Bernice Pink was a perfect example of a thought leader and a great friend of mine. She knew better than anyone I have ever met how to create a positive impact when meeting new people. Because she was so good at it, she also had more friends than anyone I have ever met.
Every night of the week, she was invited to some dinner or event.
On top of that, one Chicago mayor after another, several Illinois governors, and about every charitable organization in the city asked her to head a commission, join their board, or lead a particular project. From the time she arrived in Chicago in the 1950s until her death in 2016, she was a true city Thought Leader. Everyone knew and loved Bernice Pink.
So, how did she accomplish this? She had two secrets to her Thought Leadership success. They really are so easy to adopt, but unfortunately, all too many of us, myself included, fail to do so.
Treat every person as important.
Invariably after dining out at a restaurant, she would ask for a to-go box to take some food home. However, the food never made it home.
She would look for a homeless or street person and not only give them the food but stay and talk to them for a few minutes.
I have never seen anyone else do this. What happened next was even more startling.
The street person would invariably be so grateful that someone stopped talking to them, their face would brighten as if she had just made their day. If they saw her again, they would say, “Hi, Bernice.” They never forgot her. Once again, Bernice knew how to create positive impact, whether it was with a person living on the street or the state governor.
Compliment people frequently and sincerely.
More often than I could ever count, Bernice would meet a stranger and compliment them on their clothes or shoes or how they looked. After attending a performance, a lecture, or a presentation, she would go backstage to compliment the performer, ask the lecturer questions, or show her appreciation for the presentation. These people really appreciated that she took the time to show her gratitude.
These acts created a positive impact, and it paid off. People remembered her, and it raised her stature as one of the most influential Thought Leaders of her time in Chicago.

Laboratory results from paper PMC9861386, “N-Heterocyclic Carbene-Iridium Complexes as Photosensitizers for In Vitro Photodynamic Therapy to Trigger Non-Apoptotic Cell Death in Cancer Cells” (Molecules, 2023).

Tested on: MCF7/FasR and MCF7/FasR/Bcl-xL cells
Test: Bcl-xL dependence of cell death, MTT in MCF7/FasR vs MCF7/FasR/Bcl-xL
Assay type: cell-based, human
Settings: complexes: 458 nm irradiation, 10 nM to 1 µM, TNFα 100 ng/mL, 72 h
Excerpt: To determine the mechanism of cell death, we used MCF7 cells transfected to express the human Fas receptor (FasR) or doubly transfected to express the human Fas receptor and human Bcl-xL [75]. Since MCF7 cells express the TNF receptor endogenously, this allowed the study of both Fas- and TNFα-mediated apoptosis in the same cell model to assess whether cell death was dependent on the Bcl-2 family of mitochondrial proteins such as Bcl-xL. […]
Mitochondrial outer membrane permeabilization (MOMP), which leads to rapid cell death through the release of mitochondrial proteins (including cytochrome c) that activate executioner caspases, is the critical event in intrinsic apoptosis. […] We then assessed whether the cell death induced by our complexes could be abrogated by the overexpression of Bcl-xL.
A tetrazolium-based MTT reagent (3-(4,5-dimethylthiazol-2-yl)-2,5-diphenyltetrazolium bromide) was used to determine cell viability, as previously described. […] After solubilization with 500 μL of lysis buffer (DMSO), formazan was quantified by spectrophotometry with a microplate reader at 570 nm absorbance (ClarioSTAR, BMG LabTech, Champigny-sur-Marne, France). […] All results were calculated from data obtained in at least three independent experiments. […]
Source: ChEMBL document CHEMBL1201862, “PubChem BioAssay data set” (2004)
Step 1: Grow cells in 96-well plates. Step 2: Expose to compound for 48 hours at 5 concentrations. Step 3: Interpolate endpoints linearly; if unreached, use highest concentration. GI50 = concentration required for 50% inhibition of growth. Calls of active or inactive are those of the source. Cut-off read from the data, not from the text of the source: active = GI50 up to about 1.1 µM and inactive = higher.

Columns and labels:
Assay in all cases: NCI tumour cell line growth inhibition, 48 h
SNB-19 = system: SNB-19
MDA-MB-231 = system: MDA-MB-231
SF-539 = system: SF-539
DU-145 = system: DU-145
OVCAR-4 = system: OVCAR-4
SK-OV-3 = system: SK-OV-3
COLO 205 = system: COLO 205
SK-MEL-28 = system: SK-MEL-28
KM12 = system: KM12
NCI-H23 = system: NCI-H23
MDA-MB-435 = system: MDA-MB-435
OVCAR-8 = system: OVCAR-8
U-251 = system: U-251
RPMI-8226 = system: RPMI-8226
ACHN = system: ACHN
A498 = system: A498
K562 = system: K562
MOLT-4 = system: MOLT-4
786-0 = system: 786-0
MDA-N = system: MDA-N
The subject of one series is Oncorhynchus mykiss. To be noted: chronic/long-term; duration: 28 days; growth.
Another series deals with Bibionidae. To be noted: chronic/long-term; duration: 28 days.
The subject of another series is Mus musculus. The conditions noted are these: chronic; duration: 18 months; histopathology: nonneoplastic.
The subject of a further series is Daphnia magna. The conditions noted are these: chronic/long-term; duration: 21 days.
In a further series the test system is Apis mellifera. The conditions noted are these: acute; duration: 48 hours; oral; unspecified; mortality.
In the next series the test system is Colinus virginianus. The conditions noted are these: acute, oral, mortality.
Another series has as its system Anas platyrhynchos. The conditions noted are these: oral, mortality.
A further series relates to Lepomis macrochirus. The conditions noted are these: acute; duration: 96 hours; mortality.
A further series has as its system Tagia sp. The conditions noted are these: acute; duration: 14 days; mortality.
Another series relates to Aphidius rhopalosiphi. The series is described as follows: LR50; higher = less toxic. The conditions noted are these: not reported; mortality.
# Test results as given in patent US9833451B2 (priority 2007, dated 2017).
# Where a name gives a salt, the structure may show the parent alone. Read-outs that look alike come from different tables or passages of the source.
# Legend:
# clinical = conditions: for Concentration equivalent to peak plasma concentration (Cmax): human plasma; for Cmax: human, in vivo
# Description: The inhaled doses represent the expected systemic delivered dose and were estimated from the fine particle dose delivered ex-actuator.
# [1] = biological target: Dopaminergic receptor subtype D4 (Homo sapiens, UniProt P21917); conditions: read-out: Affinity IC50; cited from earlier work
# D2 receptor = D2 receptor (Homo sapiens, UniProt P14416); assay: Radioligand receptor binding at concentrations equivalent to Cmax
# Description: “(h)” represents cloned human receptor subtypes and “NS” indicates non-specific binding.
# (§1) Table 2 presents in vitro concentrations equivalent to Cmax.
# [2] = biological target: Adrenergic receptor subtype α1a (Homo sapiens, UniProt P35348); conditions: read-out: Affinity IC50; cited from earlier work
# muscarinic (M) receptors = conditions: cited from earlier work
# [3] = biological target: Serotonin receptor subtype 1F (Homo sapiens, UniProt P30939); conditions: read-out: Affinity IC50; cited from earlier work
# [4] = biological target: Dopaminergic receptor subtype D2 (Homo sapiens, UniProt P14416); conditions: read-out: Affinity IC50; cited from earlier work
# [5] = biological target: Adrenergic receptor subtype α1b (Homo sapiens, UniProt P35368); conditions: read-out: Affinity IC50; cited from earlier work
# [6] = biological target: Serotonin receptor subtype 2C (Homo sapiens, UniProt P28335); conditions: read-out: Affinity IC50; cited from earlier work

So, what other ways can we create a positive impact when first meeting people? According to Richard Weisman, a British professor of psychology, here are some steps we can take:
- Remember names, and more than that, repeat them in conversations. People love to hear their own names.
- Shake hands (when the day finally arrives that we can shake hands again) firmly. A firm handshake shows you are trying to make a connection with this new person.
- Use the handshake to say something flattering. No matter how many people may be at an event, you and the other person are the most important people in the room during the handshake. A flattering comment made during the handshake will be heard, remembered, and appreciated.
- Take care of your own appearance. Dress appropriately, stand up straight, and smile. Bernice used to say I became another person when I smiled and laughed. My writer and bookworm look went into the closet, and an outgoing, much more friendly, and open person came out.
- Use positive body language. This could be misinterpreted in today’s world, so use it only when you believe it will be appreciated and not misunderstood. Weisman suggests touching the other person on their upper hand or shoulder. Touch builds closeness and connection.
Finally, be genuine. Thought Leaders are authentic, real, and honest. That’s also how they became Thought Leaders in the first place.
More posts on thought leadership can be found here.
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